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‘Trusted Messengers, Trusted Messages’: How To Overcome Vaccine Hesitancy

There is no “one-size-fit-all” solution to vaccine hesitancy, and nuanced approaches are key to addressing health inequities and promoting acceptance of vaccines. These 5 best practices for communications strategies can be used to build COVID-19 vaccine confidence.

Meet People Where They Are, and Don’t Try to Persuade Everyone

Develop different messages for those who are willing and need information and for those who are hesitant but open to learning more, but do not devote resources to trying to persuade those who are completely opposed to vaccination. Instead, use empathy when interacting with those who may be vaccine hesitant or skeptical, including through techniques such as motivational interviewing between providers and patients. Use language like “I understand that you might have questions about the vaccine, and I’m here to answer them as best I can.”

Avoid Repeating False Claims

Repeating false claims and misinformation risks amplifying and strengthening them. In situations in which addressing misinformation is unavoidable, warn recipients before confronting them with misinformation (e.g., “the following claim is misleading…”) and emphasize the facts over the misinformation. Practitioners may also use a pivot approach to divert those who are vaccine skeptical to concerns about the risk of disease.

Tailor Message to Specific Audiences

To be effective, COVID-19 vaccine communication needs to reflect an understanding of the populations and individuals one is trying to reach, including their concerns and motivations and who they trust. Consider the information needs of diverse audiences. If the information provided is not relevant or responsive to audiences’ needs, people will ignore the information.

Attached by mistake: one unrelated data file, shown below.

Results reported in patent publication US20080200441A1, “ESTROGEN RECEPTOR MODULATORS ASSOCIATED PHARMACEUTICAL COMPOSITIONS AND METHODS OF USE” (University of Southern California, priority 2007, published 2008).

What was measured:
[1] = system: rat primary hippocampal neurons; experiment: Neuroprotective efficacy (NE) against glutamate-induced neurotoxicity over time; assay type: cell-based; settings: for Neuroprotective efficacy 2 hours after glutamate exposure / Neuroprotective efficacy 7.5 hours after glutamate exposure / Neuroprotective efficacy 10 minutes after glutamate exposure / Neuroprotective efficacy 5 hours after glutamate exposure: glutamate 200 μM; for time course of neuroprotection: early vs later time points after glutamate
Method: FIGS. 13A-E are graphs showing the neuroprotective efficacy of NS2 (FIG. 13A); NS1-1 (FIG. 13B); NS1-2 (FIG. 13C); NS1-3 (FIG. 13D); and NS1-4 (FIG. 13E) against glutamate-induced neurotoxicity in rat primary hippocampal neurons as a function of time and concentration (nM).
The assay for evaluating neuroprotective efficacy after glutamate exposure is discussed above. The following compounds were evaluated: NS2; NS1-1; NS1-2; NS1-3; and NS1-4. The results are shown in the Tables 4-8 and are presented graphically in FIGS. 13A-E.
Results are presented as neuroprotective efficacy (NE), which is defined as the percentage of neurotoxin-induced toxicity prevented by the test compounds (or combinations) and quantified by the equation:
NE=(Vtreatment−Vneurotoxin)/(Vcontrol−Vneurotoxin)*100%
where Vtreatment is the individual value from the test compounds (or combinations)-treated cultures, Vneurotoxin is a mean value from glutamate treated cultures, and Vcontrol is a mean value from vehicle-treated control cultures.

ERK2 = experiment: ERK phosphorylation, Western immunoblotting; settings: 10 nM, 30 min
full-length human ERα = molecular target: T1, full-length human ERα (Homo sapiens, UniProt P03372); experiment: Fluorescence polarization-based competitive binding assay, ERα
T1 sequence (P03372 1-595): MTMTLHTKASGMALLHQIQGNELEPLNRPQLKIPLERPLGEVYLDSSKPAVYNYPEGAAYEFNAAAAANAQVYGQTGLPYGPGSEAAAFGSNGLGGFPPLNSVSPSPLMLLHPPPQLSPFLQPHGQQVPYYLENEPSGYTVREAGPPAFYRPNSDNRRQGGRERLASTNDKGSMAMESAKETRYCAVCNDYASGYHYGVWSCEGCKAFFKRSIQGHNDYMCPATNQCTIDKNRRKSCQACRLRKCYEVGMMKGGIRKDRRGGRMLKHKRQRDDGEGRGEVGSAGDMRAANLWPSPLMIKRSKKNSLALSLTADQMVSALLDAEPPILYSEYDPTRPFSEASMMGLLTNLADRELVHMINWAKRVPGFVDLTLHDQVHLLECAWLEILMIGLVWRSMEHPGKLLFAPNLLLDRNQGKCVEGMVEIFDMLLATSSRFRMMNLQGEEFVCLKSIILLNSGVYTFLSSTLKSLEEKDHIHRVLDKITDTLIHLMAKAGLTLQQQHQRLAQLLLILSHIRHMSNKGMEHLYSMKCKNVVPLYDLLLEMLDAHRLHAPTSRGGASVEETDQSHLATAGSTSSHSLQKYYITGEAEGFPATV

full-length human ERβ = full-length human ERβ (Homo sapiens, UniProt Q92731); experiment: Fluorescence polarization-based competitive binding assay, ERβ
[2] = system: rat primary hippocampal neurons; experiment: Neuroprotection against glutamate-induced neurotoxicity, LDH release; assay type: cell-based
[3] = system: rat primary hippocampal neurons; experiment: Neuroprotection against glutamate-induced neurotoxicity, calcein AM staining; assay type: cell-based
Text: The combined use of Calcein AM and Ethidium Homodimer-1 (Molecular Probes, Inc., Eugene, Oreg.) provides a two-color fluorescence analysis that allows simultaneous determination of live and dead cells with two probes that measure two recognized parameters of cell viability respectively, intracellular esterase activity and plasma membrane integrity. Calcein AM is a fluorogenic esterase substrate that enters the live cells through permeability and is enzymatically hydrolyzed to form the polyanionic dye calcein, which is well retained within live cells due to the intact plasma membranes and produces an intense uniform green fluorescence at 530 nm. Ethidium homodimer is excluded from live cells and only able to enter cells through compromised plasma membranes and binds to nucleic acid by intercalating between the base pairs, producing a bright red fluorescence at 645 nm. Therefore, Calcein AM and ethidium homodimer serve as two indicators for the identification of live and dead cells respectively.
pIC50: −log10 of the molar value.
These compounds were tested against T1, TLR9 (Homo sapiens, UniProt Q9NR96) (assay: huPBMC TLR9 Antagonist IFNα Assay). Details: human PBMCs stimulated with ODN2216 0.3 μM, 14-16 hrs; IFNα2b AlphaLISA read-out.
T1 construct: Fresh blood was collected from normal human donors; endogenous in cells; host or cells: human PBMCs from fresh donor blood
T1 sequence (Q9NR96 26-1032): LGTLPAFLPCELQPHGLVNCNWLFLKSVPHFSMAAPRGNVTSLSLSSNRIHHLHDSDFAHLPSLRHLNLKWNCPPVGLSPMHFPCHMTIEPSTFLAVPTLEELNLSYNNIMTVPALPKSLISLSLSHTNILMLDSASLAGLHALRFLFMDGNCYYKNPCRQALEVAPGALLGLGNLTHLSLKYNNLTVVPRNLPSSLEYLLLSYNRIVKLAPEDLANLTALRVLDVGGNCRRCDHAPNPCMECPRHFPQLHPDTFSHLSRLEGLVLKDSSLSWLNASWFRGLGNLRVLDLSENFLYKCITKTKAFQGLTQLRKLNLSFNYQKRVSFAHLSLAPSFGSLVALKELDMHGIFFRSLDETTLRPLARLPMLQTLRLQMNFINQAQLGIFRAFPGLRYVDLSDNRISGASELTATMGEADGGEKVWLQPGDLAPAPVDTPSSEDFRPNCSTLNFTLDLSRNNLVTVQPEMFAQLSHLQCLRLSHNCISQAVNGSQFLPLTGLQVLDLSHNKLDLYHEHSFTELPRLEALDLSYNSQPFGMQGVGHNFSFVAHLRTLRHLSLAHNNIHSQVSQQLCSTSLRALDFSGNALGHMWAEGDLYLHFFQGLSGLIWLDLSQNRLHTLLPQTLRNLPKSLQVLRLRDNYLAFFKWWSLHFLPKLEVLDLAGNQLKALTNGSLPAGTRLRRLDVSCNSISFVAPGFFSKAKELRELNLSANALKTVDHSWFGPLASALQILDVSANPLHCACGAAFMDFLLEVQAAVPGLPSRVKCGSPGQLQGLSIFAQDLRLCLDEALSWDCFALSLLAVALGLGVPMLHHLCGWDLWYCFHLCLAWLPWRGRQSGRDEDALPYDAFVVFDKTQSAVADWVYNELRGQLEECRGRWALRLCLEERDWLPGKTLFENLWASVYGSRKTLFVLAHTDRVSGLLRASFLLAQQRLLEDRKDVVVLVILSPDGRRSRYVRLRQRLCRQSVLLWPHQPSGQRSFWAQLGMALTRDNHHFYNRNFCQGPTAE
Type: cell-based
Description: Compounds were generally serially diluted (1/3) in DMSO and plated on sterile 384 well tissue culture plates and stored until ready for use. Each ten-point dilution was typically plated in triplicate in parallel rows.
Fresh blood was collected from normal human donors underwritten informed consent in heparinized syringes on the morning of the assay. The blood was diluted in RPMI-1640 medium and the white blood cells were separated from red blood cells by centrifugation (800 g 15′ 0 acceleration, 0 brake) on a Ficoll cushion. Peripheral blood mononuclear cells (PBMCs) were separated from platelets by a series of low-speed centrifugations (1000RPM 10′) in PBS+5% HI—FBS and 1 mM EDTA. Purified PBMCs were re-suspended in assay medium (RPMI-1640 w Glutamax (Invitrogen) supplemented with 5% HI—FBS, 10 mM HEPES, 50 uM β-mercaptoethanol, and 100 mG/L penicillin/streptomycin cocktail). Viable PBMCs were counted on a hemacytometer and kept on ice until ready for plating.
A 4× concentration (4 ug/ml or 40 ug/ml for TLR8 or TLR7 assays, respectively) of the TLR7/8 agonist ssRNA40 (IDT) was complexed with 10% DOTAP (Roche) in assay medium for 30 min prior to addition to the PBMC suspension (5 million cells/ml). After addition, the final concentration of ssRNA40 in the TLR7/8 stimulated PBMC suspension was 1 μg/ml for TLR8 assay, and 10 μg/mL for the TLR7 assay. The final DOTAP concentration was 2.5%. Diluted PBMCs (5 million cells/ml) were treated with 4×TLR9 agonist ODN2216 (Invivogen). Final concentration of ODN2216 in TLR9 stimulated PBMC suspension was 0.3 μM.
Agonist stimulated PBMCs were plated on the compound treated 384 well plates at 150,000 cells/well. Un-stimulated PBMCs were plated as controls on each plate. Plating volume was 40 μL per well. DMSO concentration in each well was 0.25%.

Adapt Messaging as Circumstances Change

What influences people’s decisions now is likely to shift as vaccine distribution moves forward, reflecting both individual experiences, months of media coverage, and changes in the pandemic’s trajectory and the response to it. Fund and use rapid research methodologies to identify relevant priorities, specific message formats, trusted messengers, and appropriate message frequency.

Respond to Adverse Events in a Transparent, Timely Manner

Although serious adverse reactions to COVID-19 are exceedingly rare, they often receive disproportionate attention in the news and on social media. It is important to communicate information about adverse events in a timely manner and be continually transparent about what is known, what is unknown, and what should be done. It is important to acknowledge that post-vaccination surveillance is crucial to the identification of rare outcomes that are potentially vaccine related. This approach will help mitigate concerns about safety, side effects, and adverse events moving forward.

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